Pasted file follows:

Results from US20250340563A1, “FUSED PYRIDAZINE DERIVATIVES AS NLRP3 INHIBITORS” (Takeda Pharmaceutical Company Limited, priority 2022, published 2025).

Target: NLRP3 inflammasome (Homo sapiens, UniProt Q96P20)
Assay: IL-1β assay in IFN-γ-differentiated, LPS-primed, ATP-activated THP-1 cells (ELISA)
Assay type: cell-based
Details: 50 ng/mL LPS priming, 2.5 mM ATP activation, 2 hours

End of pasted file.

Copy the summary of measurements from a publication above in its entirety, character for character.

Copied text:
Results from US20250340563A1, “FUSED PYRIDAZINE DERIVATIVES AS NLRP3 INHIBITORS” (Takeda Pharmaceutical Company Limited, priority 2022, published 2025).

Target: NLRP3 inflammasome (Homo sapiens, UniProt Q96P20)
Assay: IL-1β assay in IFN-γ-differentiated, LPS-primed, ATP-activated THP-1 cells (ELISA)
Assay type: cell-based
Details: 50 ng/mL LPS priming, 2.5 mM ATP activation, 2 hours